The Missouri Southern Railroad

The Missouri Southern Railroad ran an approximately 53 mile line between Bunker, MO, and Leeper, MO, where it connected with the St. Louis Iron Mountain & Southern Railroad. (Right of way)

Image: A Missouri Southern Railroad engine and cars are stopped at the Ellington Depot. The Masonic Hall (left), Bales Brothers Store (middle) and Dr. Chilton's home (right) are visible behind the train. A man walks on a wood plank footbridge in the foreground. Missouri State Archives, copied from original held by N.J. Shocklette, 1907

The line was built in stages beginning in 1886 as the Mill Spring Current River and Barnesville Railroad Company, changing to the MS name the next year. It incorporated the right of way of an earlier narrow-gauge logging line into its route west of Leeper.

Image: Paul Wobus, via Missouri Southern: History of a short-line

Like many short-line railroads of its time, it initially suffered from poor construction, something that would plague the route throughout its days as a narrow-gauge operation, although it would be re-gauged in 1907. All of its spur track was abandoned by 1912. The main-line would continue running until 1941. (Thanks to Nick Walker for providing this information!)

Reynolds County, 1904 Map, showing the Missouri Southern Railroad running through the county. (My Genealogy Hound)

Missouri Southern: History of a short-line
 explores this road in depth. The first page of the book summarizes the early history of the line as follows, "One of the last frontiers in the United States to be settled and developed was the Ozark region of southern Missouri and northern Arkansas. 

During the decades following the Civil War, Eastern capital moved into the region to exploit its vast wealth in minerals and timber. To develop the Ozarks good transportation was needed. Since the area had no navigable rivers, developers turned to railroads. While several trunk roads such as the St. Louis, Iron Mountain and Southern, and the Kansas City, Fort Scott and Memphis were either constructed or extended during the years of the Ozark boom, a plethora of short lines were also built. 

Although a majority of these new roads were designed to serve a mine or sawmill, several became sizeable operations. The Missouri and North Arkansas Railroad, for example, by the first decade of the 20th century had nearly 400 miles of trackage. One road, built during the period of early Ozark growth and destined to become more than a sawmill industrial line, was the Missouri Southern Railroad, a road located in the timbered region of southeast Missouri.

The Missouri Southern had its beginnings on January 18, 1884, when five businessmen, two Pennsylvanians and three Missourians, met in the small Missouri community of Colemanville in Carter County, to discuss the feasibility of constructing a lumber road to develop the large stands of pines and hardwoods in neighboring Reynolds County. At this meeting they drew up the charter for the Mill Spring, Current River and Barnesville Railroad Company. 

The new company planned to acquire an existing narrow gauge line which served the Clarkson saw- mill near the Wayne County community of Leeper on the St. Louis, Iron Mountain and Southern and to extend it in a northwesterly direction into Reynolds County. Its ultimate destination was to be Barnesville, a distance of about 30 miles.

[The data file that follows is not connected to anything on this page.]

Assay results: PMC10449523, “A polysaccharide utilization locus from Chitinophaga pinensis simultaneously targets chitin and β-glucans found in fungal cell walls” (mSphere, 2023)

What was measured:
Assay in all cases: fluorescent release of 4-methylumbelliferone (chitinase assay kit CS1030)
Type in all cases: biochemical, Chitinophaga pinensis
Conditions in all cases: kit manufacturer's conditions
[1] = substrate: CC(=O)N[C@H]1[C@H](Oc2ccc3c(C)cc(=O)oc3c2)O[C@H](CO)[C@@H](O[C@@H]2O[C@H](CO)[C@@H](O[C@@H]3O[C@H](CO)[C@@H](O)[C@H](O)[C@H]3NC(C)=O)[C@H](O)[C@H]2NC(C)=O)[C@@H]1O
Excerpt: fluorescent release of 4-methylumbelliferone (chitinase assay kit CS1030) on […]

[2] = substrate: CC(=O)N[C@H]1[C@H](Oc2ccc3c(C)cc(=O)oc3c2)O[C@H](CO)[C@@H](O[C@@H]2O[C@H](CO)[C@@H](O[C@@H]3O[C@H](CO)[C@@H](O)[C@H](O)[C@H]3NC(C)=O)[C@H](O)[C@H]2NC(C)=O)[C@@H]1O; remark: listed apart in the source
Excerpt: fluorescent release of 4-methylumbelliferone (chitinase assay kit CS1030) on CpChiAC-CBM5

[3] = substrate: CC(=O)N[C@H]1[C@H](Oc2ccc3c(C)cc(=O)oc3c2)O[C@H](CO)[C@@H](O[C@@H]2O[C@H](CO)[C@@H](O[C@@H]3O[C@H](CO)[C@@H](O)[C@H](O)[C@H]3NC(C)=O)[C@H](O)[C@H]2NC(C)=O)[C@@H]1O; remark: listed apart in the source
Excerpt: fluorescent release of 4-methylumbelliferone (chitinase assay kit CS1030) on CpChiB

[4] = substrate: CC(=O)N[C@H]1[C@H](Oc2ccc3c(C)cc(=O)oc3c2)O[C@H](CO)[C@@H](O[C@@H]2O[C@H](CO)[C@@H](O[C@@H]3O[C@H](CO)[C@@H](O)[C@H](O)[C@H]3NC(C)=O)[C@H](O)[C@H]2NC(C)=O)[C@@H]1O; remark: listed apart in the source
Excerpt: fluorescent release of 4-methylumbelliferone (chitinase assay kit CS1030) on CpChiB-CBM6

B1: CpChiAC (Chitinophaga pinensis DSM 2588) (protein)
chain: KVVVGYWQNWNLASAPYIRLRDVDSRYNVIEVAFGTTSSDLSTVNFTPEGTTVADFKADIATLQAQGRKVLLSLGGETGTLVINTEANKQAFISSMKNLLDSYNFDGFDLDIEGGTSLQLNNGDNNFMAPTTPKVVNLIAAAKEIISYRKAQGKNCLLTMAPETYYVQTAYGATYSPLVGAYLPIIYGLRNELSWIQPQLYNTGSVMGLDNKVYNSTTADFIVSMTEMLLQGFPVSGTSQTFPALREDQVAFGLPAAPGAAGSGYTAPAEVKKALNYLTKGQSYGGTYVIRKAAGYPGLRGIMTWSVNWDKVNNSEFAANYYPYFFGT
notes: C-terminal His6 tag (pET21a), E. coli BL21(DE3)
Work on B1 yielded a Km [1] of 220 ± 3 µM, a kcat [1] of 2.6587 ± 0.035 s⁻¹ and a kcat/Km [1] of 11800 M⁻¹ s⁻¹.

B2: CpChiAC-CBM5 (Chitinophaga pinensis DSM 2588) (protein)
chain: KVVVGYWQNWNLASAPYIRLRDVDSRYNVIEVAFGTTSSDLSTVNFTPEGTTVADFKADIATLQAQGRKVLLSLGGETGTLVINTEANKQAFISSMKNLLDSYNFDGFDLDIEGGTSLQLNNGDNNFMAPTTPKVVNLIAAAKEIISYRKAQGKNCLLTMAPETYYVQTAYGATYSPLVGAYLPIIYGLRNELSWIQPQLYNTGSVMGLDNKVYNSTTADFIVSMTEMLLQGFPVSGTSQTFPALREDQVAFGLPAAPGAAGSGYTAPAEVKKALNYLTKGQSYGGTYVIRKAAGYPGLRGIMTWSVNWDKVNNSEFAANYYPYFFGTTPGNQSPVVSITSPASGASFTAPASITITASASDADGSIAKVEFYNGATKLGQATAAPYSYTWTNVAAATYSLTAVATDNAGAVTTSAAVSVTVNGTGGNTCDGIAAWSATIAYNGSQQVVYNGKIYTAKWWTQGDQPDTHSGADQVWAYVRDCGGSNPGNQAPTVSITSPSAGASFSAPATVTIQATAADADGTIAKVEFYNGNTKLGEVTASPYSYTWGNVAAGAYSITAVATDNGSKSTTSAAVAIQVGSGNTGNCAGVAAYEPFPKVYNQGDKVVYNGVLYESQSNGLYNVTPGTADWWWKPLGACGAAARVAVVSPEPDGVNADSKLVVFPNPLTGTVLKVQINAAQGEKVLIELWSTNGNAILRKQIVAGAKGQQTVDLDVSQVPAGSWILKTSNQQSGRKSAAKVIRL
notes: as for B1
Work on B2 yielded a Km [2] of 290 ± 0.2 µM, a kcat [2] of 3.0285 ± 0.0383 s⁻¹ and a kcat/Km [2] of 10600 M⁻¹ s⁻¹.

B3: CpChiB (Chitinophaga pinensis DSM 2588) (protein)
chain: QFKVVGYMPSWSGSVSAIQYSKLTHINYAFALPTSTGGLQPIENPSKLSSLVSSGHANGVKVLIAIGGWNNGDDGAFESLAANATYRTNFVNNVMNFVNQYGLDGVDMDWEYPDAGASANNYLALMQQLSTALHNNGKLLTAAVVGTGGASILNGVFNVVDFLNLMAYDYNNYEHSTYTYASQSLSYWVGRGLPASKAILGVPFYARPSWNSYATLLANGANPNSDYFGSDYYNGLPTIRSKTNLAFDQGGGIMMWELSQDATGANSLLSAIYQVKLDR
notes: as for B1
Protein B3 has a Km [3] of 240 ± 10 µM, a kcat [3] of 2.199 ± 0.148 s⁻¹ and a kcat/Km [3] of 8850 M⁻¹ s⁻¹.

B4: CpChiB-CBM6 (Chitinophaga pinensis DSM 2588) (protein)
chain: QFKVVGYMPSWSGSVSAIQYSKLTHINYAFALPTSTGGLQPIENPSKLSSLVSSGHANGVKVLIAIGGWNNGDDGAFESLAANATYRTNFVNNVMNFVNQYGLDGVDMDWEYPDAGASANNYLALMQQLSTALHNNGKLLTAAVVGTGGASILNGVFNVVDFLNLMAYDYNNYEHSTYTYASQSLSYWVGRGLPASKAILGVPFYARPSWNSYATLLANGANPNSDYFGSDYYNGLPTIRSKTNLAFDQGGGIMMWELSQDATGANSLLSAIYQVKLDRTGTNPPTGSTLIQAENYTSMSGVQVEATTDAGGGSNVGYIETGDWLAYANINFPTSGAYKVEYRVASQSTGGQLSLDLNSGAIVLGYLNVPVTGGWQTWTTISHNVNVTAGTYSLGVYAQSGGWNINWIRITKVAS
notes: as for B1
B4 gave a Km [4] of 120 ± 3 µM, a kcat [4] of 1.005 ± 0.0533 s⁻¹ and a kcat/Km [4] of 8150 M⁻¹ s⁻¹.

Construction began at once. Within a year the line was in operation to Keystone, about 9 miles from Leeper; six months later the MSCR&B was running to Penn, giving the road 12 miles of trackage ; and by 1887 the line had been extended an additional 2 miles to Carter. It took the road another nine years before it reached Barnesville, now named Ellington.

The new road, whose name had been changed to the Missouri Southern Railroad Company in 1887, was poorly constructed." From H. Roger Grant The Railway and Locomotive Historical Society Bulletin No. 123 (OCTOBER 1970), pp. 44-51 (11 pages in total)

Missouri Southern train near Ellington, Missouri in about 1903.  Paul Wobus photo

UPDATE: I received the following information on the Missouri Southern from reader Nick Walker:

"When the line was standard gauged in 1907, a significant portion between the communities of Garwood and Ruble was rerouted and the old narrow gauge right-of-way was abandoned. Many other sections of the railroad were re-graded, stabilized, and older trestles replaced with new ones of better construction. There were even a handful of steel bridges constructed.

When all of the work was finished and regular passenger service to Bunker began May 2nd, 1909 the railroad was in much better condition, unusually so for such a remote operation. The earnings from 1907 to 1930 provided the owners with a comfortable operating surplus. This allowed the railroad to properly maintain the right-of-way and the new trestles / bridges. Through the depression the railroad suffered and by the late 1930's the condition of the tracks became dangerous in some areas. Despite doing everything the company could do to hang on, the I.C.C. authorized the Missouri Southern to abandon its railroad on April 24th, 1941. The last train was on May 20th, 1941. 

Missouri Southern Railroad Pass (Sample). Image provided by Nick Walker.

Steam locomotive roster:

       #1   4-4-0   Alco-Rogers, #42321, 1-1907, destroyed by fire.

       #2   2-6-0   Alco-Rogers, #42322, 2-1907.

       #3   2-6-0   Alco-Rogers, #42323, 2-1907. 

       #4   Shay   Lima, #2025, 12-1907, sold around 1917-1921.

2nd #4   2-6-0   Purchased from the Terminal Railroad, originally an 0-6-0.

Motorcars & Diesels : 

M-100    Brill 33-Passenger Gas Motor Car, purchased new 11-1924, sold to National Railways of Mexico 1941. 

2nd #1   Plymouth Oil-Electric Locomotive, purchased new 3-1935."

Thanks as always for reading!


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